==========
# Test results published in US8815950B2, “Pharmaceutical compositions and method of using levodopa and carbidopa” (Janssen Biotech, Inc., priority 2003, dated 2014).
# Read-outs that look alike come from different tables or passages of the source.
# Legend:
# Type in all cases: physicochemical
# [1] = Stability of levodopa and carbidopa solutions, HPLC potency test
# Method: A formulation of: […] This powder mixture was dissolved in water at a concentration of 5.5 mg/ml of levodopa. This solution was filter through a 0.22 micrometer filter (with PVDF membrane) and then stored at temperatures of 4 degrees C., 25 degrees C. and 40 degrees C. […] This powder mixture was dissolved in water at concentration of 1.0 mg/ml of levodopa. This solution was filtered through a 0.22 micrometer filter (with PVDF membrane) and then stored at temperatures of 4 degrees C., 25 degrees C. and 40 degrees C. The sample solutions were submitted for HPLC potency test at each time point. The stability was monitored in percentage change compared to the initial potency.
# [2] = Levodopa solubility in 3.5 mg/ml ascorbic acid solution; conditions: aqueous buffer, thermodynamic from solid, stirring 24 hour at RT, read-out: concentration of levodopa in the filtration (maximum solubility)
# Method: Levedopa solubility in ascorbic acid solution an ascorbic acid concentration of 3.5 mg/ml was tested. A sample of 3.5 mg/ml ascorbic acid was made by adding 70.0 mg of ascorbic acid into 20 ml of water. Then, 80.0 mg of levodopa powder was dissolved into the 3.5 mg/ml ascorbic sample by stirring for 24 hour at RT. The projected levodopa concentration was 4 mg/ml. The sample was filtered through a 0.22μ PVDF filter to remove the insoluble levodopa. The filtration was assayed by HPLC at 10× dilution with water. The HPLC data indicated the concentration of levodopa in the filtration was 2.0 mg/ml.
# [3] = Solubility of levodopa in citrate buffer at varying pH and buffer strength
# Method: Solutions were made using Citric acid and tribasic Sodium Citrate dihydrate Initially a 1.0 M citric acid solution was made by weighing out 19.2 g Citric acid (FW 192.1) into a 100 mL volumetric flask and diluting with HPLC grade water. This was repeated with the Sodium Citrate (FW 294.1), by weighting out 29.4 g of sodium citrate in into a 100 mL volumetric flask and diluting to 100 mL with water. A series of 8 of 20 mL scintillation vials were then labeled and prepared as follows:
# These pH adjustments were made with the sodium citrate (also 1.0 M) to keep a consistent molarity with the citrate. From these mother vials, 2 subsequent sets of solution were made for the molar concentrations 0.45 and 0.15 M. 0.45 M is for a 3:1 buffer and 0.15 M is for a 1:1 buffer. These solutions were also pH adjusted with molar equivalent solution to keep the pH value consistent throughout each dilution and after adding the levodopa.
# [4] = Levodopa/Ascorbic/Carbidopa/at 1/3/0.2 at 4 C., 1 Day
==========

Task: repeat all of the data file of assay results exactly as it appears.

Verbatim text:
# Test results published in US8815950B2, “Pharmaceutical compositions and method of using levodopa and carbidopa” (Janssen Biotech, Inc., priority 2003, dated 2014).
# Read-outs that look alike come from different tables or passages of the source.
# Legend:
# Type in all cases: physicochemical
# [1] = Stability of levodopa and carbidopa solutions, HPLC potency test
# Method: A formulation of: […] This powder mixture was dissolved in water at a concentration of 5.5 mg/ml of levodopa. This solution was filter through a 0.22 micrometer filter (with PVDF membrane) and then stored at temperatures of 4 degrees C., 25 degrees C. and 40 degrees C. […] This powder mixture was dissolved in water at concentration of 1.0 mg/ml of levodopa. This solution was filtered through a 0.22 micrometer filter (with PVDF membrane) and then stored at temperatures of 4 degrees C., 25 degrees C. and 40 degrees C. The sample solutions were submitted for HPLC potency test at each time point. The stability was monitored in percentage change compared to the initial potency.
# [2] = Levodopa solubility in 3.5 mg/ml ascorbic acid solution; conditions: aqueous buffer, thermodynamic from solid, stirring 24 hour at RT, read-out: concentration of levodopa in the filtration (maximum solubility)
# Method: Levedopa solubility in ascorbic acid solution an ascorbic acid concentration of 3.5 mg/ml was tested. A sample of 3.5 mg/ml ascorbic acid was made by adding 70.0 mg of ascorbic acid into 20 ml of water. Then, 80.0 mg of levodopa powder was dissolved into the 3.5 mg/ml ascorbic sample by stirring for 24 hour at RT. The projected levodopa concentration was 4 mg/ml. The sample was filtered through a 0.22μ PVDF filter to remove the insoluble levodopa. The filtration was assayed by HPLC at 10× dilution with water. The HPLC data indicated the concentration of levodopa in the filtration was 2.0 mg/ml.
# [3] = Solubility of levodopa in citrate buffer at varying pH and buffer strength
# Method: Solutions were made using Citric acid and tribasic Sodium Citrate dihydrate Initially a 1.0 M citric acid solution was made by weighing out 19.2 g Citric acid (FW 192.1) into a 100 mL volumetric flask and diluting with HPLC grade water. This was repeated with the Sodium Citrate (FW 294.1), by weighting out 29.4 g of sodium citrate in into a 100 mL volumetric flask and diluting to 100 mL with water. A series of 8 of 20 mL scintillation vials were then labeled and prepared as follows:
# These pH adjustments were made with the sodium citrate (also 1.0 M) to keep a consistent molarity with the citrate. From these mother vials, 2 subsequent sets of solution were made for the molar concentrations 0.45 and 0.15 M. 0.45 M is for a 3:1 buffer and 0.15 M is for a 1:1 buffer. These solutions were also pH adjusted with molar equivalent solution to keep the pH value consistent throughout each dilution and after adding the levodopa.
# [4] = Levodopa/Ascorbic/Carbidopa/at 1/3/0.2 at 4 C., 1 Day